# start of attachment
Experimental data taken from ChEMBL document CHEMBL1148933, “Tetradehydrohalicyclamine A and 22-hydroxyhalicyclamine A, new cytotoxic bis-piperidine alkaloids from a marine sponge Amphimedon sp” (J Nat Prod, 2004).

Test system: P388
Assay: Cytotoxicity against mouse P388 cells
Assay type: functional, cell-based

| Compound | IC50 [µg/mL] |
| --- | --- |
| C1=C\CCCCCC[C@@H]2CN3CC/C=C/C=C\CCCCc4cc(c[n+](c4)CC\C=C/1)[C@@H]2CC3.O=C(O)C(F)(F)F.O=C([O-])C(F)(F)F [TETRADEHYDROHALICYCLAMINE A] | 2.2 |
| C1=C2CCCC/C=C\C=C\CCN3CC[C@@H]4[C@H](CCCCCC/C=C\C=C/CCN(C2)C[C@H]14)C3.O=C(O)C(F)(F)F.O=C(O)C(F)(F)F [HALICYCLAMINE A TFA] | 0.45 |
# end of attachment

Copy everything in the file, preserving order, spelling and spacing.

Experimental data taken from ChEMBL document CHEMBL1148933, “Tetradehydrohalicyclamine A and 22-hydroxyhalicyclamine A, new cytotoxic bis-piperidine alkaloids from a marine sponge Amphimedon sp” (J Nat Prod, 2004).

Test system: P388
Assay: Cytotoxicity against mouse P388 cells
Assay type: functional, cell-based

| Compound | IC50 [µg/mL] |
| --- | --- |
| C1=C\CCCCCC[C@@H]2CN3CC/C=C/C=C\CCCCc4cc(c[n+](c4)CC\C=C/1)[C@@H]2CC3.O=C(O)C(F)(F)F.O=C([O-])C(F)(F)F [TETRADEHYDROHALICYCLAMINE A] | 2.2 |
| C1=C2CCCC/C=C\C=C\CCN3CC[C@@H]4[C@H](CCCCCC/C=C\C=C/CCN(C2)C[C@H]14)C3.O=C(O)C(F)(F)F.O=C(O)C(F)(F)F [HALICYCLAMINE A TFA] | 0.45 |